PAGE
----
I want have a family one day. To be honest, I never imagined that I wouldn't have a family by now; I'm 35. Don't misunderstand me, I'm grateful for the path my life has taken. I'm just not where I thought I'd be, which isn't good or bad, it just IS.
I find it interesting that beginning in their teens, women are taught how not to get pregnant rather than being educated on their fertility as a whole. For a long list of reasons, both personal and professional, women are choosing to postpone motherhood. Unfortunately, the biology of the female egg can't keep the pace. Contrary to a man, a woman's fertility decreases significantly after the age of 35. In short, as a woman ages so do her eggs. This creates challenges for those of us who choose to start a family later in life.
Whether I like it or not, my biological clock is ticking. (My mom always said time moves faster as you get older. Man, she wasn't kidding.) As time flies by, I don’t want to feel increased pressure to choose a partner just because I want to have family. I know, I could be a single mom, but I'm not there yet. I haven't completely let go of the idea of a traditional family: two loving people, around/involved, doing the best they can to be good parents to their kid(s).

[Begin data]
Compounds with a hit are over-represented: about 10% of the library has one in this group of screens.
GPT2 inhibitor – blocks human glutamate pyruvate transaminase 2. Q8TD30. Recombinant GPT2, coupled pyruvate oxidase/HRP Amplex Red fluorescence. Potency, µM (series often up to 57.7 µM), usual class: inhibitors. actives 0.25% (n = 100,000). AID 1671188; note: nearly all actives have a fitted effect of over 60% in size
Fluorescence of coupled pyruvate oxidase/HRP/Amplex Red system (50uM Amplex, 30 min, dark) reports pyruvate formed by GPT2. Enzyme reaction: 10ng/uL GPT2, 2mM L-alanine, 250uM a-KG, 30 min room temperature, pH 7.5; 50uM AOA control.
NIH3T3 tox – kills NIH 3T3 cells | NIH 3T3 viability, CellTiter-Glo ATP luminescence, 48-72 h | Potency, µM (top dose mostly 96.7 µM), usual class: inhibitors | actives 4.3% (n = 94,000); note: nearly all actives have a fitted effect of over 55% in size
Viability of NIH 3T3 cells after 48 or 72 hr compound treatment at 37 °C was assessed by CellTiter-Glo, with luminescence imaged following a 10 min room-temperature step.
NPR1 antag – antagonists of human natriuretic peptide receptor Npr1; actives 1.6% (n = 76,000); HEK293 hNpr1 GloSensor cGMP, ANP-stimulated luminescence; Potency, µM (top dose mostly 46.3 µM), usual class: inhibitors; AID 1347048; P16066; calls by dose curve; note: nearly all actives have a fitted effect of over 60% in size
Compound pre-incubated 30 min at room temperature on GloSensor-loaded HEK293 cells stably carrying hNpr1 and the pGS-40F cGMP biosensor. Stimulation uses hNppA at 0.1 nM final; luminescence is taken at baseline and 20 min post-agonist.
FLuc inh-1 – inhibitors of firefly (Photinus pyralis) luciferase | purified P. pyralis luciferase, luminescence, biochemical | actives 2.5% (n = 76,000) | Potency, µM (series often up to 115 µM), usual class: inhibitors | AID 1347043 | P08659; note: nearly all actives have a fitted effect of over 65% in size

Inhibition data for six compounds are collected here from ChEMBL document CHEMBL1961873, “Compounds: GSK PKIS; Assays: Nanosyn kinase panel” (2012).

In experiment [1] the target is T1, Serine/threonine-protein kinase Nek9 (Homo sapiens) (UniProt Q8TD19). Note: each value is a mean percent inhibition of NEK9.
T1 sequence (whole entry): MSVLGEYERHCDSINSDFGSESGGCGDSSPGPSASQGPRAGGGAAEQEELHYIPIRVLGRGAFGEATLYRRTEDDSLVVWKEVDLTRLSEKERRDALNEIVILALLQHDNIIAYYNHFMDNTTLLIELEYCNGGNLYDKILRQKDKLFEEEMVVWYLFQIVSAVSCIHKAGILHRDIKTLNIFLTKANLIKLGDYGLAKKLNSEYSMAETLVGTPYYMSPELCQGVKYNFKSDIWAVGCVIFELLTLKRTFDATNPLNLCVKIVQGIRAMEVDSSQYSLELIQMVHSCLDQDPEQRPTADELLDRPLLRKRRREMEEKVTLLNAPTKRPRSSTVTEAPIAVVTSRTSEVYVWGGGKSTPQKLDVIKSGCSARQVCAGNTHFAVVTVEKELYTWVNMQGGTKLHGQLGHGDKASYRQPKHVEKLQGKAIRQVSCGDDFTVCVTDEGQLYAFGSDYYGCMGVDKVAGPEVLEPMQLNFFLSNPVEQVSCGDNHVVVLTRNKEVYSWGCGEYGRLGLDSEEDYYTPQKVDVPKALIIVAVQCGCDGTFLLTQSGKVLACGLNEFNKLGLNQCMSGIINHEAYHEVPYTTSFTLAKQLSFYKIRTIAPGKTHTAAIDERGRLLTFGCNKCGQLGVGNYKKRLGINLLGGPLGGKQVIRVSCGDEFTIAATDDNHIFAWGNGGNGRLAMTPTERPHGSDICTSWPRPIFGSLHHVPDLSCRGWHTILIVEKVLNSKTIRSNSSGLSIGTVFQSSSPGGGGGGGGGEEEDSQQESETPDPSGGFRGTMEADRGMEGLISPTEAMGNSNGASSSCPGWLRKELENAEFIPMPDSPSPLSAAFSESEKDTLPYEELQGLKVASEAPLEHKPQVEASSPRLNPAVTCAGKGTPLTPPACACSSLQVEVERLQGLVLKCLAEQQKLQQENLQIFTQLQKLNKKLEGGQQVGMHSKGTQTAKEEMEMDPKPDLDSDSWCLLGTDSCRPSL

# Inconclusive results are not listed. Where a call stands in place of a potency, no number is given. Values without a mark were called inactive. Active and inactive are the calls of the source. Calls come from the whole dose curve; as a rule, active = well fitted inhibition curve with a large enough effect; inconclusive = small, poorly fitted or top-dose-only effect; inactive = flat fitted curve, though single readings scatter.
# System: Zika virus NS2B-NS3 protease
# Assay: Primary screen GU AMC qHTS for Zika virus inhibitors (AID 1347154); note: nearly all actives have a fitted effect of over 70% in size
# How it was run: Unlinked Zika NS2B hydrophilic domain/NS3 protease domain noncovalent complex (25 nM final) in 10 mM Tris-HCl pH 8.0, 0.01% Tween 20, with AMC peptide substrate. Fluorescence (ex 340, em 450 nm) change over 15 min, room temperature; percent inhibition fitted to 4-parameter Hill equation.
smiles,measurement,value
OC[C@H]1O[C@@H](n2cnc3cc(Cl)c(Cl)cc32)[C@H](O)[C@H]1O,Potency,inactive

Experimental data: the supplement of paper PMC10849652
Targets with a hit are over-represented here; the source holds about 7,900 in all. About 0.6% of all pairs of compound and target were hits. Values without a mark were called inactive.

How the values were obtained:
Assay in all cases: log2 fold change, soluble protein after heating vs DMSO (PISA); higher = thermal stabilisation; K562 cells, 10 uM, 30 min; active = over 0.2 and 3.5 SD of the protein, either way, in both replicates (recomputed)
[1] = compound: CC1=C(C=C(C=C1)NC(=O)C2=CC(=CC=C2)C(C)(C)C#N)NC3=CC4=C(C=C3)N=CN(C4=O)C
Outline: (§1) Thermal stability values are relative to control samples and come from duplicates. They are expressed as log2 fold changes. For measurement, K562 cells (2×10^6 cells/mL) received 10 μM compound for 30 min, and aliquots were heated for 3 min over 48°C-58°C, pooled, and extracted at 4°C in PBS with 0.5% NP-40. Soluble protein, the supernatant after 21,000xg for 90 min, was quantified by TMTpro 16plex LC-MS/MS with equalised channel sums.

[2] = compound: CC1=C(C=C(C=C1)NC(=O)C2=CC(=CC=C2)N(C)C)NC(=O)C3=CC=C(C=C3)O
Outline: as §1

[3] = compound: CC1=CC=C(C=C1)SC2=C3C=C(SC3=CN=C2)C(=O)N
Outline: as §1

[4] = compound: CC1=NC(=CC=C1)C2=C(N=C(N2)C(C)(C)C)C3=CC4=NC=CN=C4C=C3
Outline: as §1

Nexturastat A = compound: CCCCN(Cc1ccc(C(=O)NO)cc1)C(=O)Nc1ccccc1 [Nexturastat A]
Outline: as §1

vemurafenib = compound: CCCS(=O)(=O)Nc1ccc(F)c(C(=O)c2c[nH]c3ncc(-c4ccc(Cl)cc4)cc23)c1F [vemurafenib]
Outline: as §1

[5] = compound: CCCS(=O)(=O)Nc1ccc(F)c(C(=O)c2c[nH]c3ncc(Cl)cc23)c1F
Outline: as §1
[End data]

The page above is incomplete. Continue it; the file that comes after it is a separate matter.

Tomorrow morning I'm heading to the USC Fertility Clinic to start my egg freezing journey. Egg freezing is a break-through technology in which a woman’s eggs are extracted, frozen and stored indefinitely. Technically known as oocyte cryopreservation, it's still considered "experimental" by the American Society of Reproductive Medicine (ASRM).
The appointments will involve getting blood drawn and an ultrasound to check out my uterus, ovaries and follicles. By the way, before all this egg freezing research, I didn't even know my ovaries had follicles! The number of follicles will give the doctor an idea of how fertile I am or am not. This will allow her to guestimate how many eggs I may be able to get. I'm not sure if I'm more nervous or excited. Either way, I can feel myself sweating already.
When I started talking to my girlfriends about the decision to freeze my eggs, they were intrigued. Few of them had heard about the process or knew it was an option. That's when I decided to keep a blog. Then I thought, "Maybe I should do a vlog too...Well, if I'm gonna do a vlog," I told myself, "I should just make a documentary!" And that's how this project started.
I don't know what to expect emotionally through the egg freezing process. I do know a few physical side effects - raging hormones, swelling ovaries and multiplying follicles (if I'm lucky). I'm sure there will be times when I won't want to blog or have a camera in my face, but I believe this journey is important for me to take and share with others. Who knows, one day, maybe my frozen egg baby will come across this blog. If you're interested in freezing your eggs or just want to come along for the ride, check back every now and then to see how I'm doing.